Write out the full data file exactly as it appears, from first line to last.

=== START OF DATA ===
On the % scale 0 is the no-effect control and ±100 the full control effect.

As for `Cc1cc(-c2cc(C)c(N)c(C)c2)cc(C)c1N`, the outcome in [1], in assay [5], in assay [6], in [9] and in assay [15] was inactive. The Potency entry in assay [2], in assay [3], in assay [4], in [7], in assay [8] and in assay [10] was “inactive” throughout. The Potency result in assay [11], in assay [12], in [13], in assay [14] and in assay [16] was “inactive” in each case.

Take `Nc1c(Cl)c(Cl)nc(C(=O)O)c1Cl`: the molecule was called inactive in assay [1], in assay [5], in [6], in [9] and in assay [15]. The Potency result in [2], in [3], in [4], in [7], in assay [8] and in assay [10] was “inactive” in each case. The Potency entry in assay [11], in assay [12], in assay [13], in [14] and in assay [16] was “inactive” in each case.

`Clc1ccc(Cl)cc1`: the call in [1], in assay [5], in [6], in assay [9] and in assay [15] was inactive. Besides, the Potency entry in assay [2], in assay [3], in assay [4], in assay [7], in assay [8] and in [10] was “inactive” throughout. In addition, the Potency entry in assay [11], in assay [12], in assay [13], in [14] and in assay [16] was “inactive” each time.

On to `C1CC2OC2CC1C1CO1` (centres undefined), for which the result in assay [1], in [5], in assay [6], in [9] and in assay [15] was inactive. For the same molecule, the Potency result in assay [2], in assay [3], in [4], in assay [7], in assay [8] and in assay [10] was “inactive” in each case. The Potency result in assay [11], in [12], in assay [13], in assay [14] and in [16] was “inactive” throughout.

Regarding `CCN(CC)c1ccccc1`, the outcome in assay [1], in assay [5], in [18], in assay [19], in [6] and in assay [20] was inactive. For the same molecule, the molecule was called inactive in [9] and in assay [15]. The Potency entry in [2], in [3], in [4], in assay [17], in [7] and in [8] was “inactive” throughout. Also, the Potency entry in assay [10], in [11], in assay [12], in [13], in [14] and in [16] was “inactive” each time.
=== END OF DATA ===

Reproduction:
On the % scale 0 is the no-effect control and ±100 the full control effect.

As for `Cc1cc(-c2cc(C)c(N)c(C)c2)cc(C)c1N`, the outcome in [1], in assay [5], in assay [6], in [9] and in assay [15] was inactive. The Potency entry in assay [2], in assay [3], in assay [4], in [7], in assay [8] and in assay [10] was “inactive” throughout. The Potency result in assay [11], in assay [12], in [13], in assay [14] and in assay [16] was “inactive” in each case.

Take `Nc1c(Cl)c(Cl)nc(C(=O)O)c1Cl`: the molecule was called inactive in assay [1], in assay [5], in [6], in [9] and in assay [15]. The Potency result in [2], in [3], in [4], in [7], in assay [8] and in assay [10] was “inactive” in each case. The Potency entry in assay [11], in assay [12], in assay [13], in [14] and in assay [16] was “inactive” in each case.

`Clc1ccc(Cl)cc1`: the call in [1], in assay [5], in [6], in assay [9] and in assay [15] was inactive. Besides, the Potency entry in assay [2], in assay [3], in assay [4], in assay [7], in assay [8] and in [10] was “inactive” throughout. In addition, the Potency entry in assay [11], in assay [12], in assay [13], in [14] and in assay [16] was “inactive” each time.

On to `C1CC2OC2CC1C1CO1` (centres undefined), for which the result in assay [1], in [5], in assay [6], in [9] and in assay [15] was inactive. For the same molecule, the Potency result in assay [2], in assay [3], in [4], in assay [7], in assay [8] and in assay [10] was “inactive” in each case. The Potency result in assay [11], in [12], in assay [13], in assay [14] and in [16] was “inactive” throughout.

Regarding `CCN(CC)c1ccccc1`, the outcome in assay [1], in assay [5], in [18], in assay [19], in [6] and in assay [20] was inactive. For the same molecule, the molecule was called inactive in [9] and in assay [15]. The Potency entry in [2], in [3], in [4], in assay [17], in [7] and in [8] was “inactive” throughout. Also, the Potency entry in assay [10], in [11], in assay [12], in [13], in [14] and in [16] was “inactive” each time.